Bangkok, 23 and 30 September 2016 – The first university training on energy efficiency and indicators organised by TCC has been a great success, not only in terms of knowledge provision, but also in creating lasting personal experiences regarding impacts of the transport sector on climate change and the importance of emission-reduction. The training was conducted as part of the class “Greenhouse Gas Measurement, Monitoring and Accounting” which is an elective subject for the graduate students at JGSEE.
During the training, the participants, who are either PhDs or Master students in Environmental Engineering and Management, learned about the diverse modes of transportation, how to collect data, the Avoid-Shift-Improve approach and how to calculate CO2 emissions using either the top-down or the bottom-up concept.
As a part of the introductory presentation, the trainer Mr. Papondhanai Nanthachatchavankul showed the students current figures of Thailand’s emissions and pointed out the accountability towards the international community, which Thailand joined by ratifying important climate change related documents such as the Paris Agreement. All students agreed that in order to mitigate the impacts of transport on the climate and to achieve the co-benefits like cleaner air, improved health conditions, better quality of life, and in general sustainable cities, there has to be a paradigm shift – Non-motorised transport (NMT) has to be promoted, and the use of cars, especially privately owned vehicles should be restrained.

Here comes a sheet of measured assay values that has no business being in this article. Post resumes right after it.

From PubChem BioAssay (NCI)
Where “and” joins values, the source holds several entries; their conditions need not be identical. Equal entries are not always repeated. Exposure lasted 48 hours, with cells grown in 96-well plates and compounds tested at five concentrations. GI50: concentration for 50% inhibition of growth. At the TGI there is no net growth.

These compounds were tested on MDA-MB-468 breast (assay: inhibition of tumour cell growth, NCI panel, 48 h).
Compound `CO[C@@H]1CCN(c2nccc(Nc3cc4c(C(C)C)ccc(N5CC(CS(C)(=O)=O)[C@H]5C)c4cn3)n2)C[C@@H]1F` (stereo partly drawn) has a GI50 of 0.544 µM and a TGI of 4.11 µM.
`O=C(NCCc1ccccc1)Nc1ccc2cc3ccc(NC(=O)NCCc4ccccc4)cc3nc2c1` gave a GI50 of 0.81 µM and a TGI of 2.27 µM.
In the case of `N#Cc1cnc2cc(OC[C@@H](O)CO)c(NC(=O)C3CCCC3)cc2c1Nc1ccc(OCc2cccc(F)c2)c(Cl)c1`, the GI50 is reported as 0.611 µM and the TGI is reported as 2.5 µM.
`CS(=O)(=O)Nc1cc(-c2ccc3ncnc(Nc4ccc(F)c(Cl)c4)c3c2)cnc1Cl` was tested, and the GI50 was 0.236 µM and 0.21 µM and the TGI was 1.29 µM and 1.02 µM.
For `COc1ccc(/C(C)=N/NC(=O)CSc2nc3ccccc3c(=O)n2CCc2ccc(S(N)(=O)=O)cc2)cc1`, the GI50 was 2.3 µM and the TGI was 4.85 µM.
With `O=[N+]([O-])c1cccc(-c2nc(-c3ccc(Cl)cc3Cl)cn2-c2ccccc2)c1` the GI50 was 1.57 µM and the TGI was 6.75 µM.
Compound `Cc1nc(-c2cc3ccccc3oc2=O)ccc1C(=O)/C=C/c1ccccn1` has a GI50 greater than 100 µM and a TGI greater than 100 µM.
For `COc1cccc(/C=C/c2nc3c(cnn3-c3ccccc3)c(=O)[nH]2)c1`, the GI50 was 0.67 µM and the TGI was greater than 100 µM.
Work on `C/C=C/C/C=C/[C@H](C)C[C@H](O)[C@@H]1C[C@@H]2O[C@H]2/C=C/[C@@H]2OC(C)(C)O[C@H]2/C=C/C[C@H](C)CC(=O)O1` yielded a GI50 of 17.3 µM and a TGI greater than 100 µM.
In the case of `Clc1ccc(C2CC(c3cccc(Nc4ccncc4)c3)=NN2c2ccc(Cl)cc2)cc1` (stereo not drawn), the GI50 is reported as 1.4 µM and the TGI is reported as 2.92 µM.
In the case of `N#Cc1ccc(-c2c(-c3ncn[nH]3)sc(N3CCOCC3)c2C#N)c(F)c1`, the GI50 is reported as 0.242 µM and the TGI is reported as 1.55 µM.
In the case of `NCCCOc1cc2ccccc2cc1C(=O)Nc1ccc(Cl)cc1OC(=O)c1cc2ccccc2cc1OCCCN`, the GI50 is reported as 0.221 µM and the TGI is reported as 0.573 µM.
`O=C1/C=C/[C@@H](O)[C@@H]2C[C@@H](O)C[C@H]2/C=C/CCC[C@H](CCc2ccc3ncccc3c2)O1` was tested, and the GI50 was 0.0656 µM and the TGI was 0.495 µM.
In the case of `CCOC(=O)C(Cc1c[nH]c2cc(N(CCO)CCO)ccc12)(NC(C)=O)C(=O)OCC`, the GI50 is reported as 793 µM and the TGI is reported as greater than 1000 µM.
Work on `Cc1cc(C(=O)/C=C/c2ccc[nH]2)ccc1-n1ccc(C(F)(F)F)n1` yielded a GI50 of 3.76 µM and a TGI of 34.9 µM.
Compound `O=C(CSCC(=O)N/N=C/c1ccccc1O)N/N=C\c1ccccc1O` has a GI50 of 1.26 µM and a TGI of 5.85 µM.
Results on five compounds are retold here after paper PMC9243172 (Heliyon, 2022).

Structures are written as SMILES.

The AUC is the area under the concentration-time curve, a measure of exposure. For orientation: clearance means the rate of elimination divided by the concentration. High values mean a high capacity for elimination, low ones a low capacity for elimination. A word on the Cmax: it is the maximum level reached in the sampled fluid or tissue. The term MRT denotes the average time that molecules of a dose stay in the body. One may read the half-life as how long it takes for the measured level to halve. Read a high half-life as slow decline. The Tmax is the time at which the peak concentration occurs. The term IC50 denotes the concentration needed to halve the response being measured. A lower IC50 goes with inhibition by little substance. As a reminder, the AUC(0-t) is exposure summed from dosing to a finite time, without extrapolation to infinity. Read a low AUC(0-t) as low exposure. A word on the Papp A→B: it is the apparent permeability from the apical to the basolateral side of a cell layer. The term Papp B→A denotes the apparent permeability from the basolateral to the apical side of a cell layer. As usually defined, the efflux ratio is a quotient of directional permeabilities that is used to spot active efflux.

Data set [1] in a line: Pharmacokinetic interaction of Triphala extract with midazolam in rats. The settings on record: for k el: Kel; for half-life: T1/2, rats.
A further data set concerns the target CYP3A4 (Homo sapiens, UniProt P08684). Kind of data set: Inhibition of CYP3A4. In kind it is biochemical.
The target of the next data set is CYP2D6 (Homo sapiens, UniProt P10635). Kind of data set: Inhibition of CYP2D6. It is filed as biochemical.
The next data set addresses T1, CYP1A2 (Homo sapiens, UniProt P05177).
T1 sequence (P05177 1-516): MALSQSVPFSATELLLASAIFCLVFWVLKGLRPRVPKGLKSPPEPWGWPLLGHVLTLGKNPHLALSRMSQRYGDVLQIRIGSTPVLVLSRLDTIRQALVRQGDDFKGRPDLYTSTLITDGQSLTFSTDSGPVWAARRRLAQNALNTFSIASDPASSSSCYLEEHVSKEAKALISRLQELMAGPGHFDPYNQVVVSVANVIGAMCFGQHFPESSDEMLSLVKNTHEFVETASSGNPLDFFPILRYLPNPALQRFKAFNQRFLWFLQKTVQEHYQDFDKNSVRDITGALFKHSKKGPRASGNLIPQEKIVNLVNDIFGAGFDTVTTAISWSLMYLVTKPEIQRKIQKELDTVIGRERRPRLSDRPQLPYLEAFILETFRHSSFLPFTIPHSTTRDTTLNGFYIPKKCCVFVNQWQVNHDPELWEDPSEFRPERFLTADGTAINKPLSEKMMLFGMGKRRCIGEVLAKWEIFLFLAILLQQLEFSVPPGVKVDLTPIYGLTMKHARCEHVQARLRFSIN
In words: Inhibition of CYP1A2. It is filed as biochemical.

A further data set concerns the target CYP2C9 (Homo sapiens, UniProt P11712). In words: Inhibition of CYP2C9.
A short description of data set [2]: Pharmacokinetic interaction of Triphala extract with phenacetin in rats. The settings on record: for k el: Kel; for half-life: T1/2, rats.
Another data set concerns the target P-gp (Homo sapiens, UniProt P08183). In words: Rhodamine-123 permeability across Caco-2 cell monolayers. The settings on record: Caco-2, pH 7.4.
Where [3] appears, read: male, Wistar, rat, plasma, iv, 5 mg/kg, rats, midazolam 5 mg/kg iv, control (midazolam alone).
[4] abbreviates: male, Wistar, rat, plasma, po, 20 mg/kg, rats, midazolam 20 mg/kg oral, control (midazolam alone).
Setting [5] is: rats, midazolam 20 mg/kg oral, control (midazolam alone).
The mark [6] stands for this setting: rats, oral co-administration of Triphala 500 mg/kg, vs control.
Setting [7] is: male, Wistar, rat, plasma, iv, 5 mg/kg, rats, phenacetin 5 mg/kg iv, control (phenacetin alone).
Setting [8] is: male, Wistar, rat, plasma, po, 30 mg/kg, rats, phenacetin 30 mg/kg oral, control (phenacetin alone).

By firstly calculating their own personal vehicle kilometres travelled (VKT) and secondly calculating the annual CO2 emissions resulting from their travel, the students gained important insights and vividly discussed their perceptions of transportation and the lack of public transportation infrastructure in Thailand, with a focus on Bangkok. When asked for a feedback at the end of the training, the majority of the students mentioned an increase of knowledge regarding transportation and how to measure different effects of transportation. But more importantly, they were motivated to re-evaluate their beliefs about energy efficiency.
As one student put it: “People need to know more about fuel efficiency and the effect on the environment. I will try to encourage people to use more public transport, as I’ve seen it is less polluting and more efficient than using cars.”